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Media Analyses





EYE ON THE MEDIA: The Rationalizing of Suicide Bombings


As Israel has endured a new wave of Palestinian suicide bombings, familiar journalistic rationalizations have appeared as if on cue, explaining who the perpetrators are and what drives them to murder and self-destruction.

In a particularly obtuse April 9 article ("Fateful Turn in a Palestinian’s Promising Life; Family Shocked to Learn Identity of Suicide Bomber") about Dia Tawil, a 19-year-old bomber, the Washington Post’s Daniel Williams repeated platitudes that covered up essential truths.

Most egregious was the omission of any mention of the fundamental role and responsibility of the Palestinian Authority, all the way up to Yasser Arafat himself as well as his education system, media, clerics and officials, in extolling such bombers and encouraging young people to choose martyrdom. (The infamous "Children’s Club" program on PA television in which sweet-voiced little girls sang against a backdrop of Disney cartoon characters about drenching the ground with their blood as suicide bombers is a particularly dramatic example of the PA’s pervasive inculcation of messages of extreme violence.)

Williams said, "the practice of suicide bombings [is] promoted by the armed wing of Hamas," and while it is true that Hamas grooms the individuals, preparing them for their missions through separation from their families and focus on the rewards of the afterlife, the practice is "promoted" intensively by the PA through constant lauding of bombers and martyrs.

The reporter also claimed that Palestinians "question [the] efficacy and morality of suicide bombings." No doubt some do. But a Palestinian think tank, the Jerusalem Media and Communication Center, published a poll in April showing nearly 75 percent of Palestinians support suicide bombings.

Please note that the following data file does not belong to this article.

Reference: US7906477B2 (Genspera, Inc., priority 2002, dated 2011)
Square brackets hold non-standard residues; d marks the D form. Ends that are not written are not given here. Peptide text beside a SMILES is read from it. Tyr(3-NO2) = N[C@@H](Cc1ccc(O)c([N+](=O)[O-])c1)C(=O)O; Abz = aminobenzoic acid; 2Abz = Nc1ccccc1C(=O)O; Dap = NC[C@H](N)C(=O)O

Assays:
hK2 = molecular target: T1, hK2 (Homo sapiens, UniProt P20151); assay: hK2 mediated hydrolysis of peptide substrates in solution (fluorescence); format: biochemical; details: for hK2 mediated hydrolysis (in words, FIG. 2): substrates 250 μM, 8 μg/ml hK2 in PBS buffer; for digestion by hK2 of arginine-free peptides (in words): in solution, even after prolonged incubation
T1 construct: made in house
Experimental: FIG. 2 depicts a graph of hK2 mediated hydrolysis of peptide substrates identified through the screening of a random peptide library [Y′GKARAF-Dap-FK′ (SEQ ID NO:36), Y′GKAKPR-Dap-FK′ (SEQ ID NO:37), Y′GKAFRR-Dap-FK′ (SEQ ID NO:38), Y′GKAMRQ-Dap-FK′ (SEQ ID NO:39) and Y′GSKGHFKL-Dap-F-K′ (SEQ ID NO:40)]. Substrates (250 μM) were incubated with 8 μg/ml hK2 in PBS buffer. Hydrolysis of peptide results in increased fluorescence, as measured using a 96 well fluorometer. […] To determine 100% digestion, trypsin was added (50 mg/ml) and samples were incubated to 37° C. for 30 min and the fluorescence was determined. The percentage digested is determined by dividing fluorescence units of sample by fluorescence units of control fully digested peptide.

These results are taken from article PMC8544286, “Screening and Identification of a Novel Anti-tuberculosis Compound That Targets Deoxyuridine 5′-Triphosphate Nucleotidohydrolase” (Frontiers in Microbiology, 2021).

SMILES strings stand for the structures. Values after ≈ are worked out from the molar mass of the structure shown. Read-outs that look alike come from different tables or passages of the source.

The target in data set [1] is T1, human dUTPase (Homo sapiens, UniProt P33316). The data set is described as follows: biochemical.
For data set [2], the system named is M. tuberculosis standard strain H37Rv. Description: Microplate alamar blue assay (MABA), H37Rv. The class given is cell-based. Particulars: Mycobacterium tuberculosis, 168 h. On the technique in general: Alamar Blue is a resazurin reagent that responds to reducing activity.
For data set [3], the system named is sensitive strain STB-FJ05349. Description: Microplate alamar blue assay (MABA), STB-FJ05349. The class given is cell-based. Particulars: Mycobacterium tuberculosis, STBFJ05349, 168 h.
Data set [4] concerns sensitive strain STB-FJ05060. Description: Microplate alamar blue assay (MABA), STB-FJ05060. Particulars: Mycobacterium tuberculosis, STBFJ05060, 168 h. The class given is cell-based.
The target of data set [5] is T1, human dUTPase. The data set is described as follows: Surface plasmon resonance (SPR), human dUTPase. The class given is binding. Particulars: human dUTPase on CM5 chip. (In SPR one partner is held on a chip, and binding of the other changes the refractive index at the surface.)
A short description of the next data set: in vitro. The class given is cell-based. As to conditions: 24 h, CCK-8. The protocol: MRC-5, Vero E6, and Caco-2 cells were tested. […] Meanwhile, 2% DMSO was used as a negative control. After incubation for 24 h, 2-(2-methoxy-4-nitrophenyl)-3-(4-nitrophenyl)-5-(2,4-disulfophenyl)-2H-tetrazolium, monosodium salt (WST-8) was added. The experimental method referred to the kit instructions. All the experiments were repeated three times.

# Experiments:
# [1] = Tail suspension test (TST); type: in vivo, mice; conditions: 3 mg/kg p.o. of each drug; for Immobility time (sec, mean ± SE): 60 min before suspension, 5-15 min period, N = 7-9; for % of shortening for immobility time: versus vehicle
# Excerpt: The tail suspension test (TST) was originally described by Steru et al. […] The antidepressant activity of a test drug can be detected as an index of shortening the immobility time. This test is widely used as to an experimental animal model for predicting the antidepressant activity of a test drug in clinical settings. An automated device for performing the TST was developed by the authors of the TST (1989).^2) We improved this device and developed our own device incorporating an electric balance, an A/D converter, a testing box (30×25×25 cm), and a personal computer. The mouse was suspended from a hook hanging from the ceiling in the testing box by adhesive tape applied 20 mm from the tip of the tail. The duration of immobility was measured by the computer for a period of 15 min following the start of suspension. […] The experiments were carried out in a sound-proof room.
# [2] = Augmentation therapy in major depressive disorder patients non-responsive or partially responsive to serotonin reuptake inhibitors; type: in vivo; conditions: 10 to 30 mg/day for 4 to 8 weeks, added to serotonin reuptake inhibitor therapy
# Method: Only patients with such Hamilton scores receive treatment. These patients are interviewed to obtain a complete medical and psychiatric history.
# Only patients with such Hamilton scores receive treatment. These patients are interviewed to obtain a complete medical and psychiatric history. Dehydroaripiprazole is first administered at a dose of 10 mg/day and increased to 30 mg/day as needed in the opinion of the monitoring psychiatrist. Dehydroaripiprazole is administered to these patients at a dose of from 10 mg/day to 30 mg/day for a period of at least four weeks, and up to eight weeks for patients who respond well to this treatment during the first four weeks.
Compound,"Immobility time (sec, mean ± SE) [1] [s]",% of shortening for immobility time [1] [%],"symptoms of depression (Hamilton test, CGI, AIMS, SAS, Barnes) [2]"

Williams identified Ramallah, where Dia Tawil was a student, as a city experiencing "unease" about "their own growing rage." He wrote that Ramallah

is militantly nationalist, yet regards itself as civilized under pressure. It is the most open of Palestinian cities. The presence of Bir Zeit (University) nearby is a source of pride, a symbol of the rule of reason and value of education.

The correspondent omits reference to the fact that "open" Ramallah was the place where in October 2000 a mob savagely lynched two Israeli reservists who strayed off course reporting for duty—and Bir Zeit has been a stronghold of Hamas.

Just as he seemed to want to limit and soften Palestinian responsibility for fanatic attacks on innocent people, Williams also preferred to frame the case of Dia Tawil, who detonated himself on March 27 in Pisgat Ze’ev, as exceptional. The reporter claimed that because Tawil was a "star" student "headed toward a career in electrical engineering" he was "an unlikely candidate for a suicide mission." Williams noted the comment of a family friend that Tawil was not "desperate" or from a "refugee camp."

But, as author and scholar Daniel Pipes has written, radical Islam across the Middle East has found many of its adherents among the more affluent. He noted that a Palestinian journalist, Khalid Amayreh, had determined that "a substantial majority of Islamists and their supporters come from the middle and upper socioeconomic strata."

Why then do young Palestinian men strap on explosives (with nails added to inflict extra carnage) and blow themselves up? Williams reported that Palestinians all concur that the triggers are "anger at the rising death toll among Palestinians and Israel’s continuing stranglehold on the West Bank and Gaza Strip."

Yet if the Israeli "stranglehold" were the true cause of the rage and the suicide attacks, why did Arafat refuse to end it when former Prime Minister Ehud Barak offered to cede to the Palestinians virtually the entire West Bank, Gaza, and parts of Jerusalem? Why instead did Arafat launch a war, and inflict on his own people the death toll and suffering of the last seven months?

A slogan on a headband tied on a small Arab girl at a recent demonstration stated the motive better than Williams. It read: "Palestine from the river to the sea."

 

Originally appeared in the Jerusalem Post on May 18, 2001



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